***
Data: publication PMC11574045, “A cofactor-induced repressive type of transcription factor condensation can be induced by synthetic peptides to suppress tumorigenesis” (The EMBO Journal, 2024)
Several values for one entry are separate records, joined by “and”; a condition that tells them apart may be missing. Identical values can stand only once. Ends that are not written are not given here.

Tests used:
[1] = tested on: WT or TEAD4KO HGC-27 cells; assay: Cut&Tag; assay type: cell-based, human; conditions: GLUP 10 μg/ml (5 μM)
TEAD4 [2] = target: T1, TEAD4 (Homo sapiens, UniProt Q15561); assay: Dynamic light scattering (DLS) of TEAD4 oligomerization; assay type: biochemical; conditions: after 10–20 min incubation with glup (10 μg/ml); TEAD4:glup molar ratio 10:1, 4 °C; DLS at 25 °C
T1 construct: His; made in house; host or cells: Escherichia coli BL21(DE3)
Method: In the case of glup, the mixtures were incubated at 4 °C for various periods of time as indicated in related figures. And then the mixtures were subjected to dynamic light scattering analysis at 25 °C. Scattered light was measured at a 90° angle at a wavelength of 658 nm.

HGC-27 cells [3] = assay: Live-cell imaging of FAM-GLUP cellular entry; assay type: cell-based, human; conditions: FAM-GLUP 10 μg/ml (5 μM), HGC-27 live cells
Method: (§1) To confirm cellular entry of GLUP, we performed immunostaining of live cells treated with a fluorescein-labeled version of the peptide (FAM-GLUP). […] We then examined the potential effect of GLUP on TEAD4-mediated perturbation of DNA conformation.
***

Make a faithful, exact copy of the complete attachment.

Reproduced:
Data: publication PMC11574045, “A cofactor-induced repressive type of transcription factor condensation can be induced by synthetic peptides to suppress tumorigenesis” (The EMBO Journal, 2024)
Several values for one entry are separate records, joined by “and”; a condition that tells them apart may be missing. Identical values can stand only once. Ends that are not written are not given here.

Tests used:
[1] = tested on: WT or TEAD4KO HGC-27 cells; assay: Cut&Tag; assay type: cell-based, human; conditions: GLUP 10 μg/ml (5 μM)
TEAD4 [2] = target: T1, TEAD4 (Homo sapiens, UniProt Q15561); assay: Dynamic light scattering (DLS) of TEAD4 oligomerization; assay type: biochemical; conditions: after 10–20 min incubation with glup (10 μg/ml); TEAD4:glup molar ratio 10:1, 4 °C; DLS at 25 °C
T1 construct: His; made in house; host or cells: Escherichia coli BL21(DE3)
Method: In the case of glup, the mixtures were incubated at 4 °C for various periods of time as indicated in related figures. And then the mixtures were subjected to dynamic light scattering analysis at 25 °C. Scattered light was measured at a 90° angle at a wavelength of 658 nm.

HGC-27 cells [3] = assay: Live-cell imaging of FAM-GLUP cellular entry; assay type: cell-based, human; conditions: FAM-GLUP 10 μg/ml (5 μM), HGC-27 live cells
Method: (§1) To confirm cellular entry of GLUP, we performed immunostaining of live cells treated with a fluorescein-labeled version of the peptide (FAM-GLUP). […] We then examined the potential effect of GLUP on TEAD4-mediated perturbation of DNA conformation.